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Can you Insure the DNA Dozen?

16 Oct, 10 | by Iain Brassington

There’s an interesting piece that’s been floating around some of the newspapers (Telegraph coverage here; The Australian here) over the last few days about the “DNA Dozen” – 11 scientists and one lawyer who’re having their genome published online in order to demystify the process and tame some of the public’s perception.

Fair dos to them.  My hunch is that genetic privacy arguments are often bunk, and anything that helps storm the citadel is fine by me.  What we think of as our genomes aren’t really our genomes at all, so much as a genome that’s overwhelmingly the same for everyone save for a couple of quirks here and there.  The notion of ownership of the genome, and of privacy, is much slipperier once you begin to get your head around that.  If we’re to make sense of genetic privacy at all, we need to do so with a different set of tools from those that we apply to other kinds of information – using conventional notions about the control of information generates some deeply counterintuitive results.

Anyway: I’m taken by a comment from  Helen Wallace of GeneWatch UK:

Your DNA contains very personal information about you, and in the longer term we can’t be certain this won’t be used by insurance companies. I don’t think scientists should be encouraging this.

It’s not clear whether she’s saying that scientists shouldn’t be promoting the use of genetic information by insurance companies – which is OK, because that’s not what they’re doing – or shouldn’t be making their genomes public – which is unexplained: the objection would here seem to be that people shouldn’t make genetic information public because that’d mean it was public.  GASP!

But the insurance claim is interesting in its own right.

Putting my own (increasingly loony-lefty) politics to one side for the moment, I don’t see the problem with insurance companies getting hold of information.  They didn’t enter the market for the benefit of the customers; they did so to make a profit – and there’s nothing self-evidently wrong about that.  They seek profit by offering a price for insurance on an open market.  For people to be able to withhold their genetic information (which is much less useful than Ms Wallace thinks anyway) implies that they could buy insurance without having to tell the seller some important piece of information – and that looks like cheating.

On the other hand, worries about insurance disenfranchisement seem to me to be overblown.  If there’s a free market in insurance, that requires maximal information.  But it also suggests that there’ll be competition, and so companies won’t be able to penalise people with a certain gene unjustly for fear of being priced out of the market.  Premia ought therefore to fall to a level representative of real risk, rather than prejudice.  If some people pay a higher premium because of their genetic inheritance, then that’s not necessarily unjust: they often pay a higher premium for many insurance products because they represent a bigger risk.  At the same time, a market will grow up to serve that particular section of the community, just as there’re car insurance firms that specialise in different demographic groups.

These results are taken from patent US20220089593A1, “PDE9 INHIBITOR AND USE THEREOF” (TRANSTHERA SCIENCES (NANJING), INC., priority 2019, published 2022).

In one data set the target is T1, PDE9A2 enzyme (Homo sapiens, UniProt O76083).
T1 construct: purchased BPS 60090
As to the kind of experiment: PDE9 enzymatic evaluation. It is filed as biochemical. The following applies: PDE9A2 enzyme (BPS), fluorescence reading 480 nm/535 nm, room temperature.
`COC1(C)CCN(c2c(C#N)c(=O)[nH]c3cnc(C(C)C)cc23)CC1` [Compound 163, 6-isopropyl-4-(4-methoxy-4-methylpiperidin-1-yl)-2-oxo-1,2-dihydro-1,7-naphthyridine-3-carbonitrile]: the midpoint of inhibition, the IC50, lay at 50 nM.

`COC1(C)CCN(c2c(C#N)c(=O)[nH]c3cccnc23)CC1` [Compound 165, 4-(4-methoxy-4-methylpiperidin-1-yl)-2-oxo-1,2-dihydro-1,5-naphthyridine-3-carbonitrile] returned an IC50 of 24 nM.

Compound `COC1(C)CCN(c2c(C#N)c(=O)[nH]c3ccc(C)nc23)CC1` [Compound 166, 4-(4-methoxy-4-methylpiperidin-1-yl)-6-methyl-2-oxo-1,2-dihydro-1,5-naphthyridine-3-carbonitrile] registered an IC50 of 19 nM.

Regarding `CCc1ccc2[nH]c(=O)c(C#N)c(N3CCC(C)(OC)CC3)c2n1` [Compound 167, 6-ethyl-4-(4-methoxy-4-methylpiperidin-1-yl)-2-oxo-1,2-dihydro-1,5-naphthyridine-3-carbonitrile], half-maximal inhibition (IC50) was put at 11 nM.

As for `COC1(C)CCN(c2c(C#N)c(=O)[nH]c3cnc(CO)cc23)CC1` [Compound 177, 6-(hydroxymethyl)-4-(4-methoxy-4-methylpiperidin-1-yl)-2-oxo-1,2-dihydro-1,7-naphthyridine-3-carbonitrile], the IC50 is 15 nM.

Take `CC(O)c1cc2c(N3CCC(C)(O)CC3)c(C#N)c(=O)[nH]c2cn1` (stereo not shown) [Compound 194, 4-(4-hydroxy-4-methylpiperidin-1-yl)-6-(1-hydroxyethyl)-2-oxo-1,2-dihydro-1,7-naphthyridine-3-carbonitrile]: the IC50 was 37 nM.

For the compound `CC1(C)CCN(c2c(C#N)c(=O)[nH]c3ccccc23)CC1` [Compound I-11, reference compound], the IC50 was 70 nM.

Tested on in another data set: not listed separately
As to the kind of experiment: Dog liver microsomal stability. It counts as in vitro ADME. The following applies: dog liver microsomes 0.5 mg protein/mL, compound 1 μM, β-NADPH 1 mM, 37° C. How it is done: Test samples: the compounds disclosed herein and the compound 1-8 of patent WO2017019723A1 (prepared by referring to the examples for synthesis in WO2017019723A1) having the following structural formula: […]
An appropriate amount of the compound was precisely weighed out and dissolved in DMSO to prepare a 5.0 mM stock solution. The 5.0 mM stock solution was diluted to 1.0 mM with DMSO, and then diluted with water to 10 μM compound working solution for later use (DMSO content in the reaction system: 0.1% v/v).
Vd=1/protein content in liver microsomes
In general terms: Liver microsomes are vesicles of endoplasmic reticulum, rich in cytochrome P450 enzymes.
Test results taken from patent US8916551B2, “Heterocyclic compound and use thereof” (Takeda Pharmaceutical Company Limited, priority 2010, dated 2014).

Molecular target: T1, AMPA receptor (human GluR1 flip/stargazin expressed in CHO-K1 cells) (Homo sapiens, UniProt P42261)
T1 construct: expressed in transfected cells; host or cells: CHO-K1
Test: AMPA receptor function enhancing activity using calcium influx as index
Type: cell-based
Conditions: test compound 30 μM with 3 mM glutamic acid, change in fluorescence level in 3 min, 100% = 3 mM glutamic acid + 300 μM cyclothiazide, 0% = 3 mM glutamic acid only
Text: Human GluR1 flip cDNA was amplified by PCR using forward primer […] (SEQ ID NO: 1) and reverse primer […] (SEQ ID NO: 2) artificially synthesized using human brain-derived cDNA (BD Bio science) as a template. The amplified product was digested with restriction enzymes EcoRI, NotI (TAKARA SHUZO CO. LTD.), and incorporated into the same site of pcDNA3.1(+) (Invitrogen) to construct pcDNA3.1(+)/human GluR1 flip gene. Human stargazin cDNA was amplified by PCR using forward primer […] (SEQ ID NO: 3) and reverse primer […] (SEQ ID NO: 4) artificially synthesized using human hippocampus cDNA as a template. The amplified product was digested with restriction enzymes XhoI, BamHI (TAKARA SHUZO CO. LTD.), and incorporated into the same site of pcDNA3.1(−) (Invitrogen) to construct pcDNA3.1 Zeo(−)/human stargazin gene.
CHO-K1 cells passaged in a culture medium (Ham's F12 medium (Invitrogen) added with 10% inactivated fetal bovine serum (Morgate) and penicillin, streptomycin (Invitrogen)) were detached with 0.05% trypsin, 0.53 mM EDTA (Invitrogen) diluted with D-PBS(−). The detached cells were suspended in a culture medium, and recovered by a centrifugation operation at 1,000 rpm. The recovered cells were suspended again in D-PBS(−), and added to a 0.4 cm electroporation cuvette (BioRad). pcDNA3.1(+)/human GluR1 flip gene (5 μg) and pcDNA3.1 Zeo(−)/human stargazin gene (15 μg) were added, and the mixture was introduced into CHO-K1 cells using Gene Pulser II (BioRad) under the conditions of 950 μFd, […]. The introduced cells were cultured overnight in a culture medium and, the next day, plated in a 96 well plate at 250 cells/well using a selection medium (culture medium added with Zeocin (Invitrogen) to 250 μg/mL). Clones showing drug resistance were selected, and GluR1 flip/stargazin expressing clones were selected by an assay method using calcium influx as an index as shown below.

If you want a free market in goods and services, then I suspect you’ll have to bite the bullet in respect of making genetic information public – but, assuming the market functions correctly, then it doesn’t matter much.  The other option is to abandon the free market.  I’m all ears on that front: I’ll carry the banner with you.  But in that case, publicising the genome doesn’t make any difference either.

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  • Keith Tayler

    “Information” has always been a complex issue in the insurance and assurance industry. (I notice that “insurance” is often used when “assurance“ is being discussed and visa versa in many bioethics papers). Fortunately it is not, as you suggest, left to the free market to determine the risk and certainty at the proposal and policy stages. Actuaries still do this work with no thought to a “free market”. In the 18th C there was a free market that price annuities but it soon went bust. The mathematics can be easily distorted to create a bubble market, as has happened in the so called sub-prime mortgage market. Of course there are companies that specialise in different groups, but they are not allowing a free market to set their premiums because the market – no matter how much information is available – can do the job of a actuary. Efficiency, technology, marketing, etc. helps to drive down the cost premiums at the edges, but at some point you hit the actuarial mathematics.